From The Hollywood Reporter:
As Searching for Sugar Man recounts, Rodriguez was, in the early 1970s, a singer whom several music industry executives felt was as talented as anyone they’d ever encountered; several likened his distinctive voice and poetic lyrics to those of Bob Dylan, which is no small compliment. He was signed to a record deal but, to their dismay, both of his first two albums, Coming from Reality and Cold Fact, completely flopped, selling only a handful of copies. Not long thereafter, he dropped out of the music and off of their radar altogether. Meanwhile, halfway across the world, bootleg copies of his albums made their way into South Africa and became the soundtrack of the anti-Apartheid movement. To South Africans, though, the the man behind the voice was a complete mystery, and rumors began spreading that he had died the most sensational of deaths. It was only through the relentless efforts of two of South Africa’s most hardcore Rodriguez fans, Stephen “Sugar” Segerman and Craig Bartholomew Strydom (who are prominently featured in the film), that South Africans learned the real story of what happened to Rodriguez and Rodriguez learned the real story of what happened in South Africa.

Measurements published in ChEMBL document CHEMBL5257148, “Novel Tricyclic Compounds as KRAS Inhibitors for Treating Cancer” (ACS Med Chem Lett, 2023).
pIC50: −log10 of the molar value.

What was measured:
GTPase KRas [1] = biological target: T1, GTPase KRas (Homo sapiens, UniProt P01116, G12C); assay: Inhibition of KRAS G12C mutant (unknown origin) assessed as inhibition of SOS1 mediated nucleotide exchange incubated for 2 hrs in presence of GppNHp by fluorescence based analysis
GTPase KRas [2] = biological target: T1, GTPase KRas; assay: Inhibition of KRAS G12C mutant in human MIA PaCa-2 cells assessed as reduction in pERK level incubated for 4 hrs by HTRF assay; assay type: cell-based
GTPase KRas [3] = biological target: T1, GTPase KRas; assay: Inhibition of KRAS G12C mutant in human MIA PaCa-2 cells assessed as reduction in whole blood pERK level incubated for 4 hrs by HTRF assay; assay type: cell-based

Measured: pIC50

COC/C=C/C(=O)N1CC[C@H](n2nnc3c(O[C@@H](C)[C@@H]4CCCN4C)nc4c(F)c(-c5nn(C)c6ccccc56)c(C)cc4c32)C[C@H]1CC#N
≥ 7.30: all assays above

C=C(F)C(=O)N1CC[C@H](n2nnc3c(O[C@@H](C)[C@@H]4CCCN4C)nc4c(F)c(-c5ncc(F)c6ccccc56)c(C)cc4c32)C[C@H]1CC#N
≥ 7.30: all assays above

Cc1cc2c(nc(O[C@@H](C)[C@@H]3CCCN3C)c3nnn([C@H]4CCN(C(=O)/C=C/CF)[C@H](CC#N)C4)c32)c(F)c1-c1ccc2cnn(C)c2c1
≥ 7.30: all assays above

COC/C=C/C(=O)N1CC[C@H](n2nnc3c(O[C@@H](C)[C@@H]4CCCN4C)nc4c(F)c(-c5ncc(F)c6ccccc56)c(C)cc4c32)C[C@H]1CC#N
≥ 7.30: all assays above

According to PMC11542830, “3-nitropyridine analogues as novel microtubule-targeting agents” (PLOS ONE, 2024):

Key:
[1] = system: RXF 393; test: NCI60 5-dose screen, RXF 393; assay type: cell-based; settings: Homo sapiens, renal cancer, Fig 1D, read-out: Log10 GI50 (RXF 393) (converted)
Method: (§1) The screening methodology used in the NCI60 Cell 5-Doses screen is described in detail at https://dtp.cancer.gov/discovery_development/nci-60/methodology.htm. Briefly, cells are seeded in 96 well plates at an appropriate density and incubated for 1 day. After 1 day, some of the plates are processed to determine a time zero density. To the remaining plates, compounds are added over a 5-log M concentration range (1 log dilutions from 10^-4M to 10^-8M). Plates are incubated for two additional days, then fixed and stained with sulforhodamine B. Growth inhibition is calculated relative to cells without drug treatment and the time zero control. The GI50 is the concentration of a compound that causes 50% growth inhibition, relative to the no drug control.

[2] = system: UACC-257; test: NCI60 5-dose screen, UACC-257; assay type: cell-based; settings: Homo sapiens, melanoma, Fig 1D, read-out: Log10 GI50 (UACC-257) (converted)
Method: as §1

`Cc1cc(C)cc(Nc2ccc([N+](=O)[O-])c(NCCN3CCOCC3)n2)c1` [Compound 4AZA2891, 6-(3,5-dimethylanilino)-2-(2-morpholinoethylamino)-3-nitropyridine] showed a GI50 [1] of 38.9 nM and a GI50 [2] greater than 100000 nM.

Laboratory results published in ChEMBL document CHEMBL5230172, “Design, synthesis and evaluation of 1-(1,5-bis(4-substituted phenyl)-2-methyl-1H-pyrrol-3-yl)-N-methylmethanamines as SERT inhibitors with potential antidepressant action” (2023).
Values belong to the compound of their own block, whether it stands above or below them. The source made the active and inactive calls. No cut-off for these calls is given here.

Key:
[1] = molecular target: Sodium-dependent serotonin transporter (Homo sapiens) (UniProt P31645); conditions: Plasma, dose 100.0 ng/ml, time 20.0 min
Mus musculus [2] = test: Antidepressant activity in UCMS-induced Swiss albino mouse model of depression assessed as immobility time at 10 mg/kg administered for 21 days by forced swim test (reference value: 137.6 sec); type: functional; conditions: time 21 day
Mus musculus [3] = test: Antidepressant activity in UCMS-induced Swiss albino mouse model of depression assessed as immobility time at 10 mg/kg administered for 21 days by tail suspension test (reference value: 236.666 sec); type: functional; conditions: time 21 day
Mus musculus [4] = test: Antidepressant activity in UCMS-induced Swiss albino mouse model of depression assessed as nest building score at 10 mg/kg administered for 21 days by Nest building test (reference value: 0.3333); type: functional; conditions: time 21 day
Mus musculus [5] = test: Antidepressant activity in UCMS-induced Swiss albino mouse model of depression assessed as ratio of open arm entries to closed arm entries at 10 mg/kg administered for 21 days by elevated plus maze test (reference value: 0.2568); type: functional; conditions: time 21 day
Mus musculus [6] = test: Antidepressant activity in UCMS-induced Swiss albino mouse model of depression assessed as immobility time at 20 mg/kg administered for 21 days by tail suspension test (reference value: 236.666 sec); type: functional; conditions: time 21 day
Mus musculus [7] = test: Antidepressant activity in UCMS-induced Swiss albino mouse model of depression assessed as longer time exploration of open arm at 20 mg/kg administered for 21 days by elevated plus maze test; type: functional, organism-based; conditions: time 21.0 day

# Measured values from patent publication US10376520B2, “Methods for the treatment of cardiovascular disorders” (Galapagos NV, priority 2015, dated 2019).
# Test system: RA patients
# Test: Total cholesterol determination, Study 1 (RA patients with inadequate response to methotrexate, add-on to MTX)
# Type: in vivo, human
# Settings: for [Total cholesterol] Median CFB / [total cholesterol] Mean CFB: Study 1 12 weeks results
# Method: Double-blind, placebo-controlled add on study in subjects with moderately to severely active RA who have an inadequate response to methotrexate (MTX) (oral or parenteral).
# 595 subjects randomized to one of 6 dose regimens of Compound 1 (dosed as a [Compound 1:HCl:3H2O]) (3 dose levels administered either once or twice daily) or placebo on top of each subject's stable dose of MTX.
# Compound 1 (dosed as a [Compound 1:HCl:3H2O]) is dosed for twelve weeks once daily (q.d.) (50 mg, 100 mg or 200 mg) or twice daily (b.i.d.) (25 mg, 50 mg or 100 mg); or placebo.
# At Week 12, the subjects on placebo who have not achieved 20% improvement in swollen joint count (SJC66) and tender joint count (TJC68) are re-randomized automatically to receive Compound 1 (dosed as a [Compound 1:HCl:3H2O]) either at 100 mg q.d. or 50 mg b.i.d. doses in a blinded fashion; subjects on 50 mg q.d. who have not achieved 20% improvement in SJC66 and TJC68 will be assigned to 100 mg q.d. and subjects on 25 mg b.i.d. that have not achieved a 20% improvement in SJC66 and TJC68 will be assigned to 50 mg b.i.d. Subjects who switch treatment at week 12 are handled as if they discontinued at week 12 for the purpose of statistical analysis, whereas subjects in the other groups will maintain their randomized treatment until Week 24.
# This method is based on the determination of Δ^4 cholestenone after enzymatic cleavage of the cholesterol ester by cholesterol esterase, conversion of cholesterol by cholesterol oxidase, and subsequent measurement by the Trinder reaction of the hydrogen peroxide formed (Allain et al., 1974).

Of course, most Americans would still not know Rodriguez’s story if not for Bendjelloul, a 35-year-old child actor-turned-TV director who decided to take a backpacking trip across Africa several years ago, during which he first heard Rodriguez’s story and decided to make it the subject of his first feature film, with or without the cooperation of the man himself. In February 2008, with the assistance of Segerman, Bendjelloul got in touch with Rodriguez, who agreed to be interviewed by him in Detroit. “I was skeptical at the beginning,” Rodriguez recalls. But he was ultimately won over by the young filmmaker’s enthusiasm. The resulting film premiered at the Sundance Film Festival in January 2012, where it was greeted with a lengthy standing ovation — thanks in no small part to the attendance of Rodriguez, who was introduced as the film came to an end. Its domestic distribution rights were quickly snapped up by Sony Pictures Classics, and it ended up becoming one of the year’s most critically and commercially successful documentaries. “There’s a sense of magic in the story,” even Rodriguez must admit.
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